And Apple is not going to want to miss that. But I would say here’s the thing. Personally, I don’t think Facebook has a shot at this. It can talk about meta metaverse, but it doesn’t have a shot because it doesn’t control the operating system. Right? If you don’t control the operating systems, then what do you produce? You can produce an Oculus hardware, but everybody’s used to Facebook as being a free thing from a consumer point of view. Right? So I think that’s the challenge. And I think you know, that’s why I think Netflix has a headset, as you’ve had to say Netflix, Roku, those people who control something in that layer, or stack of things. It’s not just the content, you have to control how the delivery happens delivery platform. And I guess, user experience.
Dan Kline 23:32 I think we’re a long way away on hardware. But let me ask you this sort of so we’re both old men like in this world in the real world. We’re not but you know, in our emerging technology, we both have children. And I know that my son and I don’t know if this is true of your daughter. My son watches the vast majority of his television on his phone to the point that there are some things we both like that I watched while he’s asleep because he gets up very early for school. So he’s asleep by nine o’clock, where he’ll be like, how can I watch that? And I’ll be like, it’s on the DVR like he’s looking for to YouTube and like kind of find it. I’m like, is this preemptive play by Apple where it knows that that the 20 somethings of today, as they get older, maybe they don’t have those 85-inch televisions like it maybe they do just like all sit around in a room by themselves. I think sports means you’re probably gonna have the big TV. But is that just going to become more common? Because I know, it’s not super uncommon for me to in a hotel room, if I don’t have a great TV to just watch TV on my phone because that is a better experience than when you have like a 42 inch television that you’re sitting like 10 feet away from in a hotel room.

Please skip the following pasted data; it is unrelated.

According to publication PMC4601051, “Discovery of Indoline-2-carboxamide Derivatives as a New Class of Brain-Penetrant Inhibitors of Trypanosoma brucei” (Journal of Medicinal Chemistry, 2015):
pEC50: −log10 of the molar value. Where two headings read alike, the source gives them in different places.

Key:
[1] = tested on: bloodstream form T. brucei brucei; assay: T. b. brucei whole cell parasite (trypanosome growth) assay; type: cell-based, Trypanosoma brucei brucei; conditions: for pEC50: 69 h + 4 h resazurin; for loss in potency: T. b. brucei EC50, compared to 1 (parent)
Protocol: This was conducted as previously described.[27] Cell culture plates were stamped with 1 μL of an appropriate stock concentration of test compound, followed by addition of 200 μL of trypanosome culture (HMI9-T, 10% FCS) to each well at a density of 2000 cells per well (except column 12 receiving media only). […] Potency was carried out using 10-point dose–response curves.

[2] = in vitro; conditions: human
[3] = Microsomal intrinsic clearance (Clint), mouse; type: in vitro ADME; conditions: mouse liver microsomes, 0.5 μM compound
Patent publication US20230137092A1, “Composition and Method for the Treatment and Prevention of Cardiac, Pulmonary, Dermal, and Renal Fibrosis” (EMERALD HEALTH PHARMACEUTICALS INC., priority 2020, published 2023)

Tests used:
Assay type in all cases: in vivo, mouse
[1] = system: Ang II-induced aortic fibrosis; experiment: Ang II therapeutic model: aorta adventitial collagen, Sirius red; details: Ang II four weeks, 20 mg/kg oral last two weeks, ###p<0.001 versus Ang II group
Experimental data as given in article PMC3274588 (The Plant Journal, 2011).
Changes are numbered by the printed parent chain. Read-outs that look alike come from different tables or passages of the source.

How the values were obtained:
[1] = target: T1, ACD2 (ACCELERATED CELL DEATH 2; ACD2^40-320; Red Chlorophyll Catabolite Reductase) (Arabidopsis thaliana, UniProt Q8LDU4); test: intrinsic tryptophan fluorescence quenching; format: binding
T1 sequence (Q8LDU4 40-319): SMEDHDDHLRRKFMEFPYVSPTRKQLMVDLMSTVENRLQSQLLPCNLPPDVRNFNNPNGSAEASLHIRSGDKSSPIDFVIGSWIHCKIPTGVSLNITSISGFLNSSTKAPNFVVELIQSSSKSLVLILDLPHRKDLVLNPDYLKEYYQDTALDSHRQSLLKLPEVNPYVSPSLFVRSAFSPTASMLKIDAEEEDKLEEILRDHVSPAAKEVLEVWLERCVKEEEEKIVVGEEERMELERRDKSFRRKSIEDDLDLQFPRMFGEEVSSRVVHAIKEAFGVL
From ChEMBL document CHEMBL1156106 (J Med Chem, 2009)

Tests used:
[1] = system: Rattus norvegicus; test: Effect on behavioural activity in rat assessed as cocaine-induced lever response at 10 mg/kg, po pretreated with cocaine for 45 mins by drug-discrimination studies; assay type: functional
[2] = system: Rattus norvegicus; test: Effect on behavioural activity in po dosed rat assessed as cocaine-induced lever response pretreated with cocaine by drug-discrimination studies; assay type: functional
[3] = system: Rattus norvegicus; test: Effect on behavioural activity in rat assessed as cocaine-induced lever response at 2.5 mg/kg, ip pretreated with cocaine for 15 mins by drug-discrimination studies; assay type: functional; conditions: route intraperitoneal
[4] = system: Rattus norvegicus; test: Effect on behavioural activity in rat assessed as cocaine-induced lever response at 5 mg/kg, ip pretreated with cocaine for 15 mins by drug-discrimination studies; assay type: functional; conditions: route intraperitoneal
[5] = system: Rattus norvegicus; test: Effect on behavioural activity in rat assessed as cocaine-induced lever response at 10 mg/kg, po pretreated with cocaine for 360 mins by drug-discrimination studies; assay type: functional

Anirban Mahanti 24:44 I think yes, I think you’ve you’ve hit you hit a very important point. I think that’s actually people don’t realize that but that’s exactly how what happens right? So either I’m consuming it on my iPad, or my iPhone, because if I have to consume it on something else, I have to hit the remote. To find the channel, I have to go over some wonky something that is so difficult to use. Yeah, so I think this is this is another angle, right? I mean, if you integrate game playing with watching, then maybe your phone is the ideal screen, maybe phone with a headset is not you know is like the Nirvana for for that sort of environment. So yeah, I mean, here’s the thing. I think we know that something like this will happen.